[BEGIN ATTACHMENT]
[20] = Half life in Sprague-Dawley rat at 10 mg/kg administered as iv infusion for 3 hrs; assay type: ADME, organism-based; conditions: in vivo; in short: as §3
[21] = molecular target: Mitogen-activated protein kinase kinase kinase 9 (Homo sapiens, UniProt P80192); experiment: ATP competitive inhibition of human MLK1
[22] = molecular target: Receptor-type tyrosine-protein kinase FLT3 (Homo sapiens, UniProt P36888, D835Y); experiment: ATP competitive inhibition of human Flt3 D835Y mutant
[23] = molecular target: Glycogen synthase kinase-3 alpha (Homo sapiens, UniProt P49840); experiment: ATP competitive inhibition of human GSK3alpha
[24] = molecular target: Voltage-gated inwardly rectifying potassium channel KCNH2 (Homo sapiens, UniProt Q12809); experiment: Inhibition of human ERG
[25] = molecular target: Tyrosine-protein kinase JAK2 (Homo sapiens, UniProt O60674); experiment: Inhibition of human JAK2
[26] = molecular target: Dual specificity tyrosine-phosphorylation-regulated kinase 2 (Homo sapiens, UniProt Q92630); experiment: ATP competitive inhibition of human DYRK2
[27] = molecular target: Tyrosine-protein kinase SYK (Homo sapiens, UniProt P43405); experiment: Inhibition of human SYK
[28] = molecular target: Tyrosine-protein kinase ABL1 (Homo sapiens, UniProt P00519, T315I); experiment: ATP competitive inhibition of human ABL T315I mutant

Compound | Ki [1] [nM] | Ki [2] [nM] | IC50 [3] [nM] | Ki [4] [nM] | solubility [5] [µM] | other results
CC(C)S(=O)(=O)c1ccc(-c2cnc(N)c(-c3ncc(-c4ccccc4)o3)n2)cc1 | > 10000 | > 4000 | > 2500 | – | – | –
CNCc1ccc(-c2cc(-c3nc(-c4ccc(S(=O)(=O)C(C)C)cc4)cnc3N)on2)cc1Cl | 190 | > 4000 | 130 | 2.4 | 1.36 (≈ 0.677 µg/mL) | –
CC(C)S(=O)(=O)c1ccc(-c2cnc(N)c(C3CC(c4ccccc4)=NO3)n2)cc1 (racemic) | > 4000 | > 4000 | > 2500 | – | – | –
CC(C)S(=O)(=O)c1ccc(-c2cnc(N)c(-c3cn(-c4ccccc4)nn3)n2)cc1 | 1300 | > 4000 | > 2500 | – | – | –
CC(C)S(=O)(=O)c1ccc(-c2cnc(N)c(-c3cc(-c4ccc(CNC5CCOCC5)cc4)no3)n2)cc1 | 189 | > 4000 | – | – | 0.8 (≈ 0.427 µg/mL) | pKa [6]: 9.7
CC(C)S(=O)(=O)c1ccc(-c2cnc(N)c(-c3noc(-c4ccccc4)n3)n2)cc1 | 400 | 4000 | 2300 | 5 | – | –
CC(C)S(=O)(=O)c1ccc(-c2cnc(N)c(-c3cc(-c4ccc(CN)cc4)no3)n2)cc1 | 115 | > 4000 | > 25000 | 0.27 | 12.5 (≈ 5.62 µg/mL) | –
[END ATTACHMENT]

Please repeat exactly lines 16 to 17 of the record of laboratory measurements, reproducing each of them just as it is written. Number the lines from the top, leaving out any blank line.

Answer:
CC(C)S(=O)(=O)c1ccc(-c2cnc(N)c(-c3noc(-c4ccccc4)n3)n2)cc1 | 400 | 4000 | 2300 | 5 | – | –
CC(C)S(=O)(=O)c1ccc(-c2cnc(N)c(-c3cc(-c4ccc(CN)cc4)no3)n2)cc1 | 115 | > 4000 | > 25000 | 0.27 | 12.5 (≈ 5.62 µg/mL) | –